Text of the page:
Once limited by its association with the grit of East London men’s clubs, boxing is heading up-market. We speak to the woman behind the sport’s luxury makeover, BXR London founder Olia Sardarova.
Boxing has come out of its niche of being associated as a sport only accessible to professional athletes and into the mainstream of everyday life.
From suspension training to primal fitness, London is in no shortage of cutting-edge fitness trends. But, despite having established its roots in the city long ago, in 2018 boxing is quickly becoming Londoner’s new holy grail. With loyal fans such as Adriana Lima and Doutzen Kroes, boxing is receiving international recognition as the go-to sport for dramatically improved fitness and an incredible physique. Pioneering the trend with the London’s first ever high-end boxing gym is Marylebone-based BXR. Landing on the scene a little over a year ago, the gym has quickly achieved a cult-like status. From collaborations with Selfridges and fashion icon Michele Lamy to a list of devotées that boasts the likes of Anthony Joshua, Mark Ronson and Victoria Secret’s model Sara Sampaio, BXR London is the gym you need to know. We speak to the gym’s founder Olia Sardarova about the creation of the brand and her take on the culture of boxing.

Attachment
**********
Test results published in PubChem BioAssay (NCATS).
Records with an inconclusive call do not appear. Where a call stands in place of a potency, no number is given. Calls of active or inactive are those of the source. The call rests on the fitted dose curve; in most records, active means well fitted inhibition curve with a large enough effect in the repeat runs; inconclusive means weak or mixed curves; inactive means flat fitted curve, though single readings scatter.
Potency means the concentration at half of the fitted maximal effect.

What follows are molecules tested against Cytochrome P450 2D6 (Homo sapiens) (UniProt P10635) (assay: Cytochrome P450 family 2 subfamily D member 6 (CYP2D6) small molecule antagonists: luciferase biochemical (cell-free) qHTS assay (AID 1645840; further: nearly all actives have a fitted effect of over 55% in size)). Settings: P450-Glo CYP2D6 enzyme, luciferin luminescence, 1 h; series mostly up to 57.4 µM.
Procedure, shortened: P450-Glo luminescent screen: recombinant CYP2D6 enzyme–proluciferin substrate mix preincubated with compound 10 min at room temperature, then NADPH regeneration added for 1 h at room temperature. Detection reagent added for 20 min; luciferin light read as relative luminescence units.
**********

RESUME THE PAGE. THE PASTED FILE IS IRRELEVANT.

TBE: How did you get started with BXR?
Olia: Boxing has come out of its niche and into the mainstream. It used to be a sport only accessible to professional athletes. Now all the Victoria Secret models, the actors, the actresses post about it on social media, and there are studios popping up all over the city. After travelling to New York, and seeing the boxing studios there, I realised that there was absolutely nothing of good quality in London. But, boxing actually comes from England, the Queensberry Rules of boxing were written here in the London. The first ever recorded match was here, organised by a lord between his butcher and chef. I thought it was time there was a proper boxing gym here in the capital and, that’s how BXR was born.
TBE: Was it difficult to get people on board with the idea?
O: A lot of people have their doubts about boxing. Particularly it being relevant enough to be in central London because it’s still a pretty niche. But we’re not just about boxing, we’re a full-spectrum, performance gym. Anthony Joshua comes in here for his strength training, along with as a lot of other athletes – we’ve had NFL players come here. I think about 40% of our members don’t even come to BXR for boxing.